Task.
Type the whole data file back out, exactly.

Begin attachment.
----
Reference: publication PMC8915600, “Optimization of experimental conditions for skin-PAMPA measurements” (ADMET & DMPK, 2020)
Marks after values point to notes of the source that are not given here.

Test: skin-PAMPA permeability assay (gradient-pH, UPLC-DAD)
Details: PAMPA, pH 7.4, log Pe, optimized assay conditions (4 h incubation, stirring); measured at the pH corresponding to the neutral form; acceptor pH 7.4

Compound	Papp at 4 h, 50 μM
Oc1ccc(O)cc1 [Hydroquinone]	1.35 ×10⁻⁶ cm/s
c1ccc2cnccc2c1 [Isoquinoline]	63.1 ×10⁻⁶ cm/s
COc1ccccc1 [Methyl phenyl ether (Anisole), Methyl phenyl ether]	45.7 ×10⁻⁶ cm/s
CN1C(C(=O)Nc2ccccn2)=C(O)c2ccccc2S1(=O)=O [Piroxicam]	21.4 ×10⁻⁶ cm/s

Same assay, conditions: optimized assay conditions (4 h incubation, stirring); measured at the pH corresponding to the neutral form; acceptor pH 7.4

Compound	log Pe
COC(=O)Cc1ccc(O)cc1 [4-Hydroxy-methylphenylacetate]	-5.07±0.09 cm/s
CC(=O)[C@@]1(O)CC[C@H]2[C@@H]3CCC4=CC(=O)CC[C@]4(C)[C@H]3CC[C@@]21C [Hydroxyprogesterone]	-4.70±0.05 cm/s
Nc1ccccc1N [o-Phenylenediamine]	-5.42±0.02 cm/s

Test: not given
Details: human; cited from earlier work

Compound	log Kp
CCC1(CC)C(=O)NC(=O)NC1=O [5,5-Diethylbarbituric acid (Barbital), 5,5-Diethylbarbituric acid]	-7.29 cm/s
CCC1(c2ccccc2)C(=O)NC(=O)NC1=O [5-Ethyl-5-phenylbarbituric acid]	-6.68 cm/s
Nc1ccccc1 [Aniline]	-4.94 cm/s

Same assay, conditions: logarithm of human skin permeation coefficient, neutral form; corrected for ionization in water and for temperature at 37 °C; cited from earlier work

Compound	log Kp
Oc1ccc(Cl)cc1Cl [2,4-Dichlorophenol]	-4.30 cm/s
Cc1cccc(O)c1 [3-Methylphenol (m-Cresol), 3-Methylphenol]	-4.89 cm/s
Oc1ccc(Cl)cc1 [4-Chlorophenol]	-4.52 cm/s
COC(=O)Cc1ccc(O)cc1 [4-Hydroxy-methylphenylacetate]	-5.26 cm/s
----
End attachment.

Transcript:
Reference: publication PMC8915600, “Optimization of experimental conditions for skin-PAMPA measurements” (ADMET & DMPK, 2020)
Marks after values point to notes of the source that are not given here.

Test: skin-PAMPA permeability assay (gradient-pH, UPLC-DAD)
Details: PAMPA, pH 7.4, log Pe, optimized assay conditions (4 h incubation, stirring); measured at the pH corresponding to the neutral form; acceptor pH 7.4

Compound	Papp at 4 h, 50 μM
Oc1ccc(O)cc1 [Hydroquinone]	1.35 ×10⁻⁶ cm/s
c1ccc2cnccc2c1 [Isoquinoline]	63.1 ×10⁻⁶ cm/s
COc1ccccc1 [Methyl phenyl ether (Anisole), Methyl phenyl ether]	45.7 ×10⁻⁶ cm/s
CN1C(C(=O)Nc2ccccn2)=C(O)c2ccccc2S1(=O)=O [Piroxicam]	21.4 ×10⁻⁶ cm/s

Same assay, conditions: optimized assay conditions (4 h incubation, stirring); measured at the pH corresponding to the neutral form; acceptor pH 7.4

Compound	log Pe
COC(=O)Cc1ccc(O)cc1 [4-Hydroxy-methylphenylacetate]	-5.07±0.09 cm/s
CC(=O)[C@@]1(O)CC[C@H]2[C@@H]3CCC4=CC(=O)CC[C@]4(C)[C@H]3CC[C@@]21C [Hydroxyprogesterone]	-4.70±0.05 cm/s
Nc1ccccc1N [o-Phenylenediamine]	-5.42±0.02 cm/s

Test: not given
Details: human; cited from earlier work

Compound	log Kp
CCC1(CC)C(=O)NC(=O)NC1=O [5,5-Diethylbarbituric acid (Barbital), 5,5-Diethylbarbituric acid]	-7.29 cm/s
CCC1(c2ccccc2)C(=O)NC(=O)NC1=O [5-Ethyl-5-phenylbarbituric acid]	-6.68 cm/s
Nc1ccccc1 [Aniline]	-4.94 cm/s

Same assay, conditions: logarithm of human skin permeation coefficient, neutral form; corrected for ionization in water and for temperature at 37 °C; cited from earlier work

Compound	log Kp
Oc1ccc(Cl)cc1Cl [2,4-Dichlorophenol]	-4.30 cm/s
Cc1cccc(O)c1 [3-Methylphenol (m-Cresol), 3-Methylphenol]	-4.89 cm/s
Oc1ccc(Cl)cc1 [4-Chlorophenol]	-4.52 cm/s
COC(=O)Cc1ccc(O)cc1 [4-Hydroxy-methylphenylacetate]	-5.26 cm/s